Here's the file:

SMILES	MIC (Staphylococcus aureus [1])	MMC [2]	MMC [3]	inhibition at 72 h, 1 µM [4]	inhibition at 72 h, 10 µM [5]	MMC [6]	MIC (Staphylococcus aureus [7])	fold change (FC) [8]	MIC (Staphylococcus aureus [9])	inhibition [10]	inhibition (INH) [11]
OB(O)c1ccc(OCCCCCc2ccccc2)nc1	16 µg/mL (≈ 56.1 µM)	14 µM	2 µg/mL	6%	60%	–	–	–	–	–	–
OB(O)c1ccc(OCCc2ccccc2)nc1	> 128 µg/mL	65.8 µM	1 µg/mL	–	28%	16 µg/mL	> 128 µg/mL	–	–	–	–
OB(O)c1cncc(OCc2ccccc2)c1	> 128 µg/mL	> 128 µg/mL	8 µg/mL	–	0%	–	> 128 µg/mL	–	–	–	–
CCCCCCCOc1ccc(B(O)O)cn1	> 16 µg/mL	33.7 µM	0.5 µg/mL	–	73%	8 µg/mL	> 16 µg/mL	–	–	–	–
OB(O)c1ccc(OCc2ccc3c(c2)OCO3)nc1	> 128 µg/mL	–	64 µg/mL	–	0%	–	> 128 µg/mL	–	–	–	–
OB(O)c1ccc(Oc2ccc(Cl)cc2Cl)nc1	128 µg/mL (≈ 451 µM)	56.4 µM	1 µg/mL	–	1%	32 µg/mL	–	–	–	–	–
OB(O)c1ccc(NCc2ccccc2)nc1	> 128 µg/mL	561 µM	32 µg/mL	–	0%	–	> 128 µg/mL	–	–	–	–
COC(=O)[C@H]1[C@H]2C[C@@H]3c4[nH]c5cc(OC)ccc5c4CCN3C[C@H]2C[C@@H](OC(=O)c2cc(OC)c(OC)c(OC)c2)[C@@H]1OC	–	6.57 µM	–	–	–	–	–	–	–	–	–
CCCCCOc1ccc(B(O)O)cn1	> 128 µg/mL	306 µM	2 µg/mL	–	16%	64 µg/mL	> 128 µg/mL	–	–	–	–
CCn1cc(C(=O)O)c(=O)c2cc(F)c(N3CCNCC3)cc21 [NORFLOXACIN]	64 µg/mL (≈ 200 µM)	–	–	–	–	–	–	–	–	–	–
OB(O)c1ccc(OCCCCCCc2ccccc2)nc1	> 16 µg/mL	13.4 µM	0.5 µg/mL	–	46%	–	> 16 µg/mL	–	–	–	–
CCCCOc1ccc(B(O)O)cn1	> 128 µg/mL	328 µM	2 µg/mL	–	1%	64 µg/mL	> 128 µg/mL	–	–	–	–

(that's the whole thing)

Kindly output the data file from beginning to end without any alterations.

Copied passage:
SMILES	MIC (Staphylococcus aureus [1])	MMC [2]	MMC [3]	inhibition at 72 h, 1 µM [4]	inhibition at 72 h, 10 µM [5]	MMC [6]	MIC (Staphylococcus aureus [7])	fold change (FC) [8]	MIC (Staphylococcus aureus [9])	inhibition [10]	inhibition (INH) [11]
OB(O)c1ccc(OCCCCCc2ccccc2)nc1	16 µg/mL (≈ 56.1 µM)	14 µM	2 µg/mL	6%	60%	–	–	–	–	–	–
OB(O)c1ccc(OCCc2ccccc2)nc1	> 128 µg/mL	65.8 µM	1 µg/mL	–	28%	16 µg/mL	> 128 µg/mL	–	–	–	–
OB(O)c1cncc(OCc2ccccc2)c1	> 128 µg/mL	> 128 µg/mL	8 µg/mL	–	0%	–	> 128 µg/mL	–	–	–	–
CCCCCCCOc1ccc(B(O)O)cn1	> 16 µg/mL	33.7 µM	0.5 µg/mL	–	73%	8 µg/mL	> 16 µg/mL	–	–	–	–
OB(O)c1ccc(OCc2ccc3c(c2)OCO3)nc1	> 128 µg/mL	–	64 µg/mL	–	0%	–	> 128 µg/mL	–	–	–	–
OB(O)c1ccc(Oc2ccc(Cl)cc2Cl)nc1	128 µg/mL (≈ 451 µM)	56.4 µM	1 µg/mL	–	1%	32 µg/mL	–	–	–	–	–
OB(O)c1ccc(NCc2ccccc2)nc1	> 128 µg/mL	561 µM	32 µg/mL	–	0%	–	> 128 µg/mL	–	–	–	–
COC(=O)[C@H]1[C@H]2C[C@@H]3c4[nH]c5cc(OC)ccc5c4CCN3C[C@H]2C[C@@H](OC(=O)c2cc(OC)c(OC)c(OC)c2)[C@@H]1OC	–	6.57 µM	–	–	–	–	–	–	–	–	–
CCCCCOc1ccc(B(O)O)cn1	> 128 µg/mL	306 µM	2 µg/mL	–	16%	64 µg/mL	> 128 µg/mL	–	–	–	–
CCn1cc(C(=O)O)c(=O)c2cc(F)c(N3CCNCC3)cc21 [NORFLOXACIN]	64 µg/mL (≈ 200 µM)	–	–	–	–	–	–	–	–	–	–
OB(O)c1ccc(OCCCCCCc2ccccc2)nc1	> 16 µg/mL	13.4 µM	0.5 µg/mL	–	46%	–	> 16 µg/mL	–	–	–	–
CCCCOc1ccc(B(O)O)cn1	> 128 µg/mL	328 µM	2 µg/mL	–	1%	64 µg/mL	> 128 µg/mL	–	–	–	–